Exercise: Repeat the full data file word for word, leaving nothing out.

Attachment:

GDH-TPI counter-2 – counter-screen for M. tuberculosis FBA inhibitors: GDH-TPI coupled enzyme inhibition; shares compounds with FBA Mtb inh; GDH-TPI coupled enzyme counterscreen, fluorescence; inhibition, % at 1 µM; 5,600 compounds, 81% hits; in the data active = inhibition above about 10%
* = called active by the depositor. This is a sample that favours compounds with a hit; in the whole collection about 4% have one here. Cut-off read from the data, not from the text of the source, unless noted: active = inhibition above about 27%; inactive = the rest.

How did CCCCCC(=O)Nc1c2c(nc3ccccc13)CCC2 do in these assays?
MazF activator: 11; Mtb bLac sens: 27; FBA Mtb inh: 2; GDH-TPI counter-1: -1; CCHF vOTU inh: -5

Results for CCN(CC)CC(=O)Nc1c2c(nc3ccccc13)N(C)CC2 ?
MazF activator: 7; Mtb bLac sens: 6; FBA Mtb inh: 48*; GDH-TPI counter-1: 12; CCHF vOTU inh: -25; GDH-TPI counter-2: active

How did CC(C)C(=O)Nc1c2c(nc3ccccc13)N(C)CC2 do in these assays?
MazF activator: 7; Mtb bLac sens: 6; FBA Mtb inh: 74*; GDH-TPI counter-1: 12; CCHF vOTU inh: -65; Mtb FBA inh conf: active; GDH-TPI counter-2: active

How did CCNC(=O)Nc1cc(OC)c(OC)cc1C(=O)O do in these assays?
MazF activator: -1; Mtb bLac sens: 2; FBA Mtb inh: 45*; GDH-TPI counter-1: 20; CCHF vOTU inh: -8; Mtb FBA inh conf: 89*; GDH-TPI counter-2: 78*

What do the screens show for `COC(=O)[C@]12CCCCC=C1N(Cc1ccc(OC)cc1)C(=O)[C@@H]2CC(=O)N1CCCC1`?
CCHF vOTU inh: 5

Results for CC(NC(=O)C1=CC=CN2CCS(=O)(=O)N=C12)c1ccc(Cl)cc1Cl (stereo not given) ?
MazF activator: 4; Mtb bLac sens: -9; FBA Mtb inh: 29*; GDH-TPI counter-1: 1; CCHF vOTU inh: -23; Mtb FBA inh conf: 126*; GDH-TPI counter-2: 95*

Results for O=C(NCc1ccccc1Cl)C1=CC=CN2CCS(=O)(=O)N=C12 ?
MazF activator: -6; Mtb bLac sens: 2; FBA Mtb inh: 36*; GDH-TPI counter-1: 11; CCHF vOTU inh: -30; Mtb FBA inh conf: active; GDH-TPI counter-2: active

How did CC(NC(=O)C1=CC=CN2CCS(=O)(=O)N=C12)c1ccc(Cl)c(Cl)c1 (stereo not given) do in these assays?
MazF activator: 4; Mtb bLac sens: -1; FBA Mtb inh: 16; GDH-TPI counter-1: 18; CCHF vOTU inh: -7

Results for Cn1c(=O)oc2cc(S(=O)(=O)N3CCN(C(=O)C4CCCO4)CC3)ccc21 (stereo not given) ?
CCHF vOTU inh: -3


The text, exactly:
GDH-TPI counter-2 – counter-screen for M. tuberculosis FBA inhibitors: GDH-TPI coupled enzyme inhibition; shares compounds with FBA Mtb inh; GDH-TPI coupled enzyme counterscreen, fluorescence; inhibition, % at 1 µM; 5,600 compounds, 81% hits; in the data active = inhibition above about 10%
* = called active by the depositor. This is a sample that favours compounds with a hit; in the whole collection about 4% have one here. Cut-off read from the data, not from the text of the source, unless noted: active = inhibition above about 27%; inactive = the rest.

How did CCCCCC(=O)Nc1c2c(nc3ccccc13)CCC2 do in these assays?
MazF activator: 11; Mtb bLac sens: 27; FBA Mtb inh: 2; GDH-TPI counter-1: -1; CCHF vOTU inh: -5

Results for CCN(CC)CC(=O)Nc1c2c(nc3ccccc13)N(C)CC2 ?
MazF activator: 7; Mtb bLac sens: 6; FBA Mtb inh: 48*; GDH-TPI counter-1: 12; CCHF vOTU inh: -25; GDH-TPI counter-2: active

How did CC(C)C(=O)Nc1c2c(nc3ccccc13)N(C)CC2 do in these assays?
MazF activator: 7; Mtb bLac sens: 6; FBA Mtb inh: 74*; GDH-TPI counter-1: 12; CCHF vOTU inh: -65; Mtb FBA inh conf: active; GDH-TPI counter-2: active

How did CCNC(=O)Nc1cc(OC)c(OC)cc1C(=O)O do in these assays?
MazF activator: -1; Mtb bLac sens: 2; FBA Mtb inh: 45*; GDH-TPI counter-1: 20; CCHF vOTU inh: -8; Mtb FBA inh conf: 89*; GDH-TPI counter-2: 78*

What do the screens show for `COC(=O)[C@]12CCCCC=C1N(Cc1ccc(OC)cc1)C(=O)[C@@H]2CC(=O)N1CCCC1`?
CCHF vOTU inh: 5

Results for CC(NC(=O)C1=CC=CN2CCS(=O)(=O)N=C12)c1ccc(Cl)cc1Cl (stereo not given) ?
MazF activator: 4; Mtb bLac sens: -9; FBA Mtb inh: 29*; GDH-TPI counter-1: 1; CCHF vOTU inh: -23; Mtb FBA inh conf: 126*; GDH-TPI counter-2: 95*

Results for O=C(NCc1ccccc1Cl)C1=CC=CN2CCS(=O)(=O)N=C12 ?
MazF activator: -6; Mtb bLac sens: 2; FBA Mtb inh: 36*; GDH-TPI counter-1: 11; CCHF vOTU inh: -30; Mtb FBA inh conf: active; GDH-TPI counter-2: active

How did CC(NC(=O)C1=CC=CN2CCS(=O)(=O)N=C12)c1ccc(Cl)c(Cl)c1 (stereo not given) do in these assays?
MazF activator: 4; Mtb bLac sens: -1; FBA Mtb inh: 16; GDH-TPI counter-1: 18; CCHF vOTU inh: -7

Results for Cn1c(=O)oc2cc(S(=O)(=O)N3CCN(C(=O)C4CCCO4)CC3)ccc21 (stereo not given) ?
CCHF vOTU inh: -3